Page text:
The pathetic, hunched little figure shuffled laboriously past Jude’s home, tugging those bottles on twine behind itself. Sisyphus against thousands of boulders. The thing passed, and vanished around the bend at the other end of the lane. The neighborhood became silent. And the sun sank. Phil sniffed. “Tomorrow, then,” he said. “Tomorrow,” said Jude.
Yard Dog plays music so glorious he can reduce the room to tears, turn the drinks sour, render all drugs useless. No one knows who he is or where he comes from, but before long someone comes looking for him.
Shed said it slower and louder. “Please. Have you. Seen my. BROTHER. Thank you.” “I don’t know you or your brother. How did you get in, anyway? We’re not open. Get the fuck out of here.” The way I heard it, Shed just smiled at her and went to use the john, but never came back out. Hours later when tempers had cooled somewhat, Sue got curious about him, had one of the men check the bathroom. They found his raggedy clothes, a trail of blood, strips of skin, meat and other fluids leading from the door to one of the stalls. Al said it was like he had shed his skin, which is how come we called him Shed. It wasn’t till later that we figured he was looking for Yard.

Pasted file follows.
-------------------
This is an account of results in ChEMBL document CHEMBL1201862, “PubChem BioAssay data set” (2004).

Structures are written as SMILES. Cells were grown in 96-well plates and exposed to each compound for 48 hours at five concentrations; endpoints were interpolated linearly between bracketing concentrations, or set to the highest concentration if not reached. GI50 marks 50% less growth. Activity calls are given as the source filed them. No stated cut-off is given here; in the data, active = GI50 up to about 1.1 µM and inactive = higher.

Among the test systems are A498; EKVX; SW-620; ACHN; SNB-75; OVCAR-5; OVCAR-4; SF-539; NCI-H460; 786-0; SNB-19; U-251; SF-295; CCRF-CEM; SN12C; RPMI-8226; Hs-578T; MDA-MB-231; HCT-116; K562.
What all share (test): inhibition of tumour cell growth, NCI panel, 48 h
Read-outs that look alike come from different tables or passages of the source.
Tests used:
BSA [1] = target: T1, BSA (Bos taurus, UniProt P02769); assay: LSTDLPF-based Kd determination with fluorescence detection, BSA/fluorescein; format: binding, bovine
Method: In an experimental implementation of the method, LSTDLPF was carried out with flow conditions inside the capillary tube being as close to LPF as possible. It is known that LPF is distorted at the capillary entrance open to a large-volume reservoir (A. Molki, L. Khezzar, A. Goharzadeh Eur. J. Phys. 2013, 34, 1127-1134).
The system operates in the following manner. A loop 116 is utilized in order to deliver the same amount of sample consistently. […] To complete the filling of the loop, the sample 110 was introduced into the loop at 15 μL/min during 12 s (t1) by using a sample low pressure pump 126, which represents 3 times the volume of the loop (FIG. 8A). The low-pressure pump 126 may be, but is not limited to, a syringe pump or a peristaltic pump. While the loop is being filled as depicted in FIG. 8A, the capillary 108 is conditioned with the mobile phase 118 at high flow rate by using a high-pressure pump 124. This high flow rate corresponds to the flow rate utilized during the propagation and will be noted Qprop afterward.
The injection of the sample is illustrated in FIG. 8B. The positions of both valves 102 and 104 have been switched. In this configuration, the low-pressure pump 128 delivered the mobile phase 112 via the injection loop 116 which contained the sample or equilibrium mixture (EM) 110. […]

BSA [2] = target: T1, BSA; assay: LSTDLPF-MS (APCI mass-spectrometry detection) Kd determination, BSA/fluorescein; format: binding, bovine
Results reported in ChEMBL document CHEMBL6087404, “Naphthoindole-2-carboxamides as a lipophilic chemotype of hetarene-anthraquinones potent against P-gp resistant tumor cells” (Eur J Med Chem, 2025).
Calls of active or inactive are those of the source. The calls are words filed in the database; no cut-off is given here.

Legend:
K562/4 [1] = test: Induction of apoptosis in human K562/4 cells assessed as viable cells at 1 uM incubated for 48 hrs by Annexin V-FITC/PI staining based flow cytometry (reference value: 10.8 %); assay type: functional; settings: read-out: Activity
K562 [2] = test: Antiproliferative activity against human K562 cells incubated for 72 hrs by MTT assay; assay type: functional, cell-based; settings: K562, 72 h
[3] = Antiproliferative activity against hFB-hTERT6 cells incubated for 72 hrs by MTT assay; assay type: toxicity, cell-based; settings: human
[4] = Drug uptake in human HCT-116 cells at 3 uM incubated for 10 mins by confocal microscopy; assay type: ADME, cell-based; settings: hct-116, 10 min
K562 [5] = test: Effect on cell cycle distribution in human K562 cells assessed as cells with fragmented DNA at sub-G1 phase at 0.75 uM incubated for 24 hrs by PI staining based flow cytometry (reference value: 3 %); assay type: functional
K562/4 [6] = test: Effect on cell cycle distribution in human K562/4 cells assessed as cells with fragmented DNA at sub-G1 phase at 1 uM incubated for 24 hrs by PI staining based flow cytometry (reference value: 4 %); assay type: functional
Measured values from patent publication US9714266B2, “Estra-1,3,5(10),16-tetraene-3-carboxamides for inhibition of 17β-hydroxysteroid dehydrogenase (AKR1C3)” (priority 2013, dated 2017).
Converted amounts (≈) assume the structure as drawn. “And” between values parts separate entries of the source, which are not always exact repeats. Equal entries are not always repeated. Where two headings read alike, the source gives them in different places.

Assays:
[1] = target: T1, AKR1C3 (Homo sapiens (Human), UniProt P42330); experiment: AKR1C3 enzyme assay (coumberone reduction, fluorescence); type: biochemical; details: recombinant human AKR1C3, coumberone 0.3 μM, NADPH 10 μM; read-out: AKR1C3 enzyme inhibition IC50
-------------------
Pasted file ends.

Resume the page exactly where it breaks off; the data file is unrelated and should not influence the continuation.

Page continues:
The Undertaker knows how to get the crows to take people’s sorrows away when they lose a loved one; but they also want something from her she refuses to give.
Walking down a sidewalk, hot tears streaming down her cheeks. Not aware of where she is, only knows that she’s been walking, walking so long that there are blisters on her feet, but the pain is nothing, nothing. A crow lands at her feet, pecking at the pavement before looking up at her with one black, bright eye. —what you looking at? Think you can bring her back? Unless you can take away my pain, go, shoo, take off!
One by one, the children on Richard McGinty’s school bus route are disappearing. So the sheriff does what any good sheriff would do, and calls the Super Teen Detective Squad – who’ve got their own issues to work out.
Lately she’s been having recurring dreams about murdering Greg. In fact, she’s dreamt about murdering every single member of the Teen Detective Squad. More than once, she’s woken with blood on her hands. She has no idea where the blood comes from. The only thing she knows for certain is that it isn’t hers. Sometimes she wonders if she’s spent so much time thinking about becoming a monster that she’s turned into one after all.